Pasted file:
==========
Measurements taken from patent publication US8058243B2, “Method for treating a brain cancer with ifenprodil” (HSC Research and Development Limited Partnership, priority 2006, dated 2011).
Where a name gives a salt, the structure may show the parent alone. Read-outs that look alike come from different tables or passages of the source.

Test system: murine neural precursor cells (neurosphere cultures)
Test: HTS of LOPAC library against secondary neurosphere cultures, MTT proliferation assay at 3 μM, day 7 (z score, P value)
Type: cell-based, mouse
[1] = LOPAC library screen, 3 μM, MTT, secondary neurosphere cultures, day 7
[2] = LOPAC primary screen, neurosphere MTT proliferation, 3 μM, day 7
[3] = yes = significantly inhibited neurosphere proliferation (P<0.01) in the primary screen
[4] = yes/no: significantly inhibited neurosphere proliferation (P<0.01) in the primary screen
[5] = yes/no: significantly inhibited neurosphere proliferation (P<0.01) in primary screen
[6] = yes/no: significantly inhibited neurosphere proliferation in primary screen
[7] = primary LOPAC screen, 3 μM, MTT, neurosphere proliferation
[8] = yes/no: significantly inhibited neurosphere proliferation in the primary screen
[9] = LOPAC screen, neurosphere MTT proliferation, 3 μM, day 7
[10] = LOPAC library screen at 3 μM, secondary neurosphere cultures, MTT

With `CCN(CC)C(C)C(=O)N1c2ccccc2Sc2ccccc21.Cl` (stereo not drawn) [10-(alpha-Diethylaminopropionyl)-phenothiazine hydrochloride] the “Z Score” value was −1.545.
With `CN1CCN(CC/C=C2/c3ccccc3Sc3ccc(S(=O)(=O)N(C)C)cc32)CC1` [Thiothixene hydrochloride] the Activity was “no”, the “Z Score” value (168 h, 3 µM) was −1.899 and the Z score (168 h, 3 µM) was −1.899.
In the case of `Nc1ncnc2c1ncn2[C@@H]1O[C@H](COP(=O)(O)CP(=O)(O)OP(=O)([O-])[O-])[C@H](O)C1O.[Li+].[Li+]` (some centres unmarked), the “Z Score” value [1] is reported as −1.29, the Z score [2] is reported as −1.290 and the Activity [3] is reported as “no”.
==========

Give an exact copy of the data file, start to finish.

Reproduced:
Measurements taken from patent publication US8058243B2, “Method for treating a brain cancer with ifenprodil” (HSC Research and Development Limited Partnership, priority 2006, dated 2011).
Where a name gives a salt, the structure may show the parent alone. Read-outs that look alike come from different tables or passages of the source.

Test system: murine neural precursor cells (neurosphere cultures)
Test: HTS of LOPAC library against secondary neurosphere cultures, MTT proliferation assay at 3 μM, day 7 (z score, P value)
Type: cell-based, mouse
[1] = LOPAC library screen, 3 μM, MTT, secondary neurosphere cultures, day 7
[2] = LOPAC primary screen, neurosphere MTT proliferation, 3 μM, day 7
[3] = yes = significantly inhibited neurosphere proliferation (P<0.01) in the primary screen
[4] = yes/no: significantly inhibited neurosphere proliferation (P<0.01) in the primary screen
[5] = yes/no: significantly inhibited neurosphere proliferation (P<0.01) in primary screen
[6] = yes/no: significantly inhibited neurosphere proliferation in primary screen
[7] = primary LOPAC screen, 3 μM, MTT, neurosphere proliferation
[8] = yes/no: significantly inhibited neurosphere proliferation in the primary screen
[9] = LOPAC screen, neurosphere MTT proliferation, 3 μM, day 7
[10] = LOPAC library screen at 3 μM, secondary neurosphere cultures, MTT

With `CCN(CC)C(C)C(=O)N1c2ccccc2Sc2ccccc21.Cl` (stereo not drawn) [10-(alpha-Diethylaminopropionyl)-phenothiazine hydrochloride] the “Z Score” value was −1.545.
With `CN1CCN(CC/C=C2/c3ccccc3Sc3ccc(S(=O)(=O)N(C)C)cc32)CC1` [Thiothixene hydrochloride] the Activity was “no”, the “Z Score” value (168 h, 3 µM) was −1.899 and the Z score (168 h, 3 µM) was −1.899.
In the case of `Nc1ncnc2c1ncn2[C@@H]1O[C@H](COP(=O)(O)CP(=O)(O)OP(=O)([O-])[O-])[C@H](O)C1O.[Li+].[Li+]` (some centres unmarked), the “Z Score” value [1] is reported as −1.29, the Z score [2] is reported as −1.290 and the Activity [3] is reported as “no”.